02 January, 2018

[Review] Serafina and the Twisted Staff by Robert Beatty


Series: Serafina #2
Release Date: 12 July, 2016
Publisher: Disney-Hyperion

Genre: Middle Grade/Historical Fiction (1800s)/Mystery
ISBN:  9780451485632
Edition: Audiobook
Rating: ★★★★☆
Review Written: 29 December, 2017
Summary: Serafina’s defeat of the Man in the Black Cloak has set new dangers in motion for both Braeden and Serafina. But at the same time, it’s made it impossible for Serafina to keep hiding in the basement of Biltmore Estate. Once the secret Chief Rat Catcher extraordinaire who explored in the shadows, now she’s thrust into the light-filled world of the upstairs, with its beautifully dressed ladies and gentlemen and their strange customs. Lacking the social graces to fit in with the Vanderbilts and uncertain about what the discovery of her catamount mother means, Serafina finds herself caught between worlds. Where does she belong, the forest or the house?

But when a sinister arrival threatens both the animal and human residents of the estate, Serafina is the only one who can fight back. A dark, gray-bearded man in search of “the Black One” uses a pack of bloodthirsty wolfhounds to attack Serafina. Is he searching for the Black Cloak she destroyed? She only escapes with the help of a strange feral boy who seems to live in the forest.

When other animals at the estate begin lashing out, Serafina learns that a terrible power is taking hold of Biltmore and the surrounding forest. As she delves into the mystery of her past and searches for where she truly belongs, Serafina must find a way to defeat this new evil before it engulfs her beloved home.

See more at Robert Beatty's Website.

Just when we thought that the world of Serafina was safe, a new threat appeared on the horizon. Serafina’s been brought into the more open world of Braeden, officially acknowledged by his aunt and uncle in the house, and being taught etiquette by Mrs. Vanderbilt so she can fit into a society. She’s also reconnected with her mother, a catamount who’s human soul had been trapped in the Black Cloak for over a decade. This reunion has proven frustrating to Serafina however, despite having learned about where she came from and the influences of it on her, she cannot change into a catamount. Her mother told her that she’s become too old to learn, catamount babes learn to shift between forms before they can even walk, though that doesn’t stop her from trying.

Also present is a new threat, a powerful man that no one else seems to see who has a staff that can control animals. This power seems to follow the new young lady at the house as well, Lady Rowena Fox-Pemberton. Lady Rowena is said to be visiting from England while her father travels around the United States, however Serafina finds it hard to trust Lady Rowena and feels a fair amount of jealousy towards her as Braeden begins to spend more time with Rowena than herself. Introduced in this book as well is Waysa, another catamount Serafina’s age of Cherokee heritage. Waysa is on the run from the man with the twisted staff, though he claims the need for revenge upon him as well since he lost his entire family to the staff.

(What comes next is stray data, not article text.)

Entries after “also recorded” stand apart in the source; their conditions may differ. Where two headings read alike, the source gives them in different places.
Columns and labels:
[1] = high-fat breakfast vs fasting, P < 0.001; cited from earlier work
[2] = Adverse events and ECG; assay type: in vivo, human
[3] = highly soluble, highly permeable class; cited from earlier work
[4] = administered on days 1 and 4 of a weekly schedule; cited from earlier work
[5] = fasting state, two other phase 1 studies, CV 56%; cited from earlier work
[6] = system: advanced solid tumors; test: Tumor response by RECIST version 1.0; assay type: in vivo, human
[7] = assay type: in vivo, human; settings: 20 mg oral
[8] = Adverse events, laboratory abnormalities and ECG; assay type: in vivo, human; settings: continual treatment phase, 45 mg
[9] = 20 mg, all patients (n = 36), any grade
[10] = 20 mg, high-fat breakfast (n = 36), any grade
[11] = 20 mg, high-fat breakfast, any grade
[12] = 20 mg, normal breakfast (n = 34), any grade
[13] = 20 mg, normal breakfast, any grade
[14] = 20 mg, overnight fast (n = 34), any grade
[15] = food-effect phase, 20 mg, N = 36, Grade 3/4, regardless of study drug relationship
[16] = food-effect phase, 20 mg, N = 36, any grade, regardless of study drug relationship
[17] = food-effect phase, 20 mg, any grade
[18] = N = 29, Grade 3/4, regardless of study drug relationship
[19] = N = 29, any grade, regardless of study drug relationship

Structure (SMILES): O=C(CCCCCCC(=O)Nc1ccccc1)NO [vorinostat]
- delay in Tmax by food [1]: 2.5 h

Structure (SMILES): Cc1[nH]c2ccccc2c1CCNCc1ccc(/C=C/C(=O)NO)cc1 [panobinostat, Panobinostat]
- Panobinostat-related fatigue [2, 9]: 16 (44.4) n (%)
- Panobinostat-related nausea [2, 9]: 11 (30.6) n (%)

It’s through Waysa that Serafina learns more about the catamount heritage including that young catamounts leave home to find their own territory, there can only be one “Black One” at a time, and that her biological father was the previous Black One. It is later revealed that the “Black One” is the term for a panther among the catamounts. It’s also the term used by Uriah who holds contempt for the catamounts as they foiled his attempts to destroy George Vanderbilt and the Biltmore Estate years earlier.

Beatty’s novel is once again a fantastic mixture of fantasy and historical facts, introducing young readers to George Vanderbilt and the people who built Biltmore Estate while telling his own story. Many details about the grounds are pulled from Beatty’s own trips to the estate and research has clearly been done to protect the integrity of cultures mentioned. The surprising twists and turns of the Twisted Staff will leave readers wanting more as they follow Serafina in her journey of self-discovery, and as she tries to save her home.

I was definitely captivated during the continuation of Serafina’s journey, cheering her on and encouraging her to grow from her mistakes. Though she still had much to learn at the conclusion of the book about interacting with others, I loved the growth of her character and the surprise twist at the end. I was thrilled to be able to hop onto the third book of Serafina’s story shortly after finishing this installment.

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